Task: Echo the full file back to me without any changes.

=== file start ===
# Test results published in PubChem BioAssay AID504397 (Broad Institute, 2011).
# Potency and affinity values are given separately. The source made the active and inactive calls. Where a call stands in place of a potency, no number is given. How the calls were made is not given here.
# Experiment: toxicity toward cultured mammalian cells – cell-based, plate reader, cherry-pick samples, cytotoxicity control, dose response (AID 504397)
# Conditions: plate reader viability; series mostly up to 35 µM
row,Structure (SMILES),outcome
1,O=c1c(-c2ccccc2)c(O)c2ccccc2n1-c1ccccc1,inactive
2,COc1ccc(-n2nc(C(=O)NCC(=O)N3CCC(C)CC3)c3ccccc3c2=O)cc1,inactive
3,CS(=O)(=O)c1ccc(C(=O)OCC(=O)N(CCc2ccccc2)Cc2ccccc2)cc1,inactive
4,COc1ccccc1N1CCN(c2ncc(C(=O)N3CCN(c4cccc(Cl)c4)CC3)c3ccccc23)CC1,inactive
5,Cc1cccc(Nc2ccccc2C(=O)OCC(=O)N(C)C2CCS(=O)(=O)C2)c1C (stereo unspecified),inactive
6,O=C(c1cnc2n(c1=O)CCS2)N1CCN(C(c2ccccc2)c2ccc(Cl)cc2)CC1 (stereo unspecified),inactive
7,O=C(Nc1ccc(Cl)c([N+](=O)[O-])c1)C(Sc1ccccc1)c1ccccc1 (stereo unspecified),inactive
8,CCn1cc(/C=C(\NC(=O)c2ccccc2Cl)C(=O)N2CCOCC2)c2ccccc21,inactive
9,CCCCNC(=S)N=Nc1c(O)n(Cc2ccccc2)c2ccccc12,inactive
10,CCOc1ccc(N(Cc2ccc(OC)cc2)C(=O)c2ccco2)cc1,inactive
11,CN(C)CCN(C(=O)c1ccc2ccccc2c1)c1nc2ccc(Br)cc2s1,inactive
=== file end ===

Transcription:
# Test results published in PubChem BioAssay AID504397 (Broad Institute, 2011).
# Potency and affinity values are given separately. The source made the active and inactive calls. Where a call stands in place of a potency, no number is given. How the calls were made is not given here.
# Experiment: toxicity toward cultured mammalian cells – cell-based, plate reader, cherry-pick samples, cytotoxicity control, dose response (AID 504397)
# Conditions: plate reader viability; series mostly up to 35 µM
row,Structure (SMILES),outcome
1,O=c1c(-c2ccccc2)c(O)c2ccccc2n1-c1ccccc1,inactive
2,COc1ccc(-n2nc(C(=O)NCC(=O)N3CCC(C)CC3)c3ccccc3c2=O)cc1,inactive
3,CS(=O)(=O)c1ccc(C(=O)OCC(=O)N(CCc2ccccc2)Cc2ccccc2)cc1,inactive
4,COc1ccccc1N1CCN(c2ncc(C(=O)N3CCN(c4cccc(Cl)c4)CC3)c3ccccc23)CC1,inactive
5,Cc1cccc(Nc2ccccc2C(=O)OCC(=O)N(C)C2CCS(=O)(=O)C2)c1C (stereo unspecified),inactive
6,O=C(c1cnc2n(c1=O)CCS2)N1CCN(C(c2ccccc2)c2ccc(Cl)cc2)CC1 (stereo unspecified),inactive
7,O=C(Nc1ccc(Cl)c([N+](=O)[O-])c1)C(Sc1ccccc1)c1ccccc1 (stereo unspecified),inactive
8,CCn1cc(/C=C(\NC(=O)c2ccccc2Cl)C(=O)N2CCOCC2)c2ccccc21,inactive
9,CCCCNC(=S)N=Nc1c(O)n(Cc2ccccc2)c2ccccc12,inactive
10,CCOc1ccc(N(Cc2ccc(OC)cc2)C(=O)c2ccco2)cc1,inactive
11,CN(C)CCN(C(=O)c1ccc2ccccc2c1)c1nc2ccc(Br)cc2s1,inactive